First thing that amazed me was the drumming skills of Raymond Strid. That man is a drumming genius! He can make up complete stories with his percussion set, he switches from firm “jazz drumming” to complete free noodling and uses a wide range of other things besides his drumming sticks (chains, bells, metal sheets, …).

Than we have Barry Guy on double bass. First time I saw him live and … oh my God … I’m sorry, but I don’t know enough English words to describe what that man is doing with his instrument. You need to see it with your own eyes or you won’t believe it! From “classical” playing to going completely (and I do mean completely) insane, using his hands (off course), but also long iron needles (that he squeezed in between two snares to generate a sort of resonating sound) and drum sticks. I had no idea there is such a variety of sound hidden in this big instrument.

And finally, someone I’ve been addicted to since his 1999 release “The Education Of Lars Jerry” (released on CD and LP on Xeric), Mats Gustafsson on sax. What can I say that hasn’t been said before? The man is a musical omnivore (anything from smooth jazz to punk rock to noise), an extremely talented musician and a beast on his sax in the best Peter Brötzmann tradition. The only problem I have is he releases too much in one year … and almost all of his releases are superb!

This was easily one of the best freejazz live gigs of this year (it was even better than the Vandermark5 one, early this year in the same venue).

As usual, I couldn’t resist to go to the merch table and picked up some goodies. One album I’ve listened to (already three times) is an album from Bary Guy and Mats Gustafsson “Sinners, rather than saints” – released this year on NoBusiness Records (great label, check what they already released!)

There’s a great review about it on Freejazz Stef. I suggest you read it, that should convince you to get yourself a copy of this amazing album.

Absolutely recommended!

You Forget to Answer (liner notes)

Age four to twelve, my greatest pleasure was to catch frogs. These years of earnest experience tell me that there is a special skill involved in frog catching, one might even say an art. You see, it’s not just a matter of speed or power – if you do nothing but lunge quick and hard, the frog will simply spring from its perch and out of your grasp. The art of frogging is more a matter of finding just the right moment to strike, of selecting precisely the time to move your hand at precisely the speed and in precisely the same arc traced out by the leap of the frog. It’s precise work to snare the web-foot.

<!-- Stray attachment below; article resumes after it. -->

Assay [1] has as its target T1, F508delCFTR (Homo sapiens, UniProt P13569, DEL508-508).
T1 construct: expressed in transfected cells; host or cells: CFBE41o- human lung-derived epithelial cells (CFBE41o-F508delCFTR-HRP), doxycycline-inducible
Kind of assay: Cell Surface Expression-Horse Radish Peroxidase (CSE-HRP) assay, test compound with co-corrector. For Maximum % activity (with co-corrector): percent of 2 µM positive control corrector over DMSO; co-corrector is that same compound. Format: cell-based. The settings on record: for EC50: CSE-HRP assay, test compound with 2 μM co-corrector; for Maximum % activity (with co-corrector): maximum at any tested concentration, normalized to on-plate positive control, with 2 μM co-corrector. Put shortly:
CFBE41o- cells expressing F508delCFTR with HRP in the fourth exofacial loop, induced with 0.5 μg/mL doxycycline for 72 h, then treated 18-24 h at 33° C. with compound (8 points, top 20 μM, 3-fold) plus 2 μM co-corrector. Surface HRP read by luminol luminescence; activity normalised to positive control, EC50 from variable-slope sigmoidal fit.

The way to find that moment and that vector entails something more than guesswork or luck. You have to empathize with the amphibian. For a split second you’ve got to imagine yourself the frog. This is essential, for the frog already knows the art of frog-catching. He’s honed his craft on flies, mosquitoes, and water-bugs, sure, but at heart he’s a frogger just like you. So, if possible you must identify with the frog, visualize the insect it’s about to devour, choose the same moment to jump that he would, that he inevitably, irrevocably will choose. You have to pick the frog’s brain, because there’s one right time to act, and only the frog knows when that is. The frog is the master.

Ultra-slow motion study: the frog and your hand begin to move at the same instant, his rear legs reach full extension as he leaves the ground, your fingers curl around them, cradling them in motion and gliding together like an ice-skating team or Astaire and Rogers; bulbous eyes closed flat against his head, front arms tucked in, he’s a cannonball mid-air when all of a sudden >FLASH< your hand jerks closed and the show’s over. The frog is yours.

Guy, Gustafsson and Strid make their music difficult to capture with tools as blunt and lethargic as words. One is tempted to lunge at it, but it just wriggles away. The trio’s sound is an accumulation of precisely timed movements: elements of steady determination, strategy, even calculation, but also, once the move is started, a force of lightning quickness and tensile strength. Nothing hesitant, nothing unsure. This is frogging music, no doubt in my mind. A form of improvising that requires the same kind of deep emphatic relations. To communicate at a level not just reactive – the brutality of scaring frogs into nets, or of simple question-answer improvising – but truly emphatic. To visualise the fly through the frog’s eyes.

You Forget To Answer: perhaps there’s no response because once that deep empathy occurs it pre-empts conventional communication routes. If we both ask the same question at the same time, who’s supposed to reply? In its temporal seizures, Barry’s bass at times seems to anticipate what the Swedes will do, like those rare outings in which you see the frog about to jump and get there first; you know before he does, and he literally hops into your hand. The emphatic circulation runs through many other networks: Mats’s uncanny ability to grasp and redirect energies, Raymond’s radiant projection of a center of gravity.

Make the grab at the wrong time, the croaker plunks away, rings on the pond. But become the batrachian and you’ve already snared him.

John Corbett, Chicago, June 1996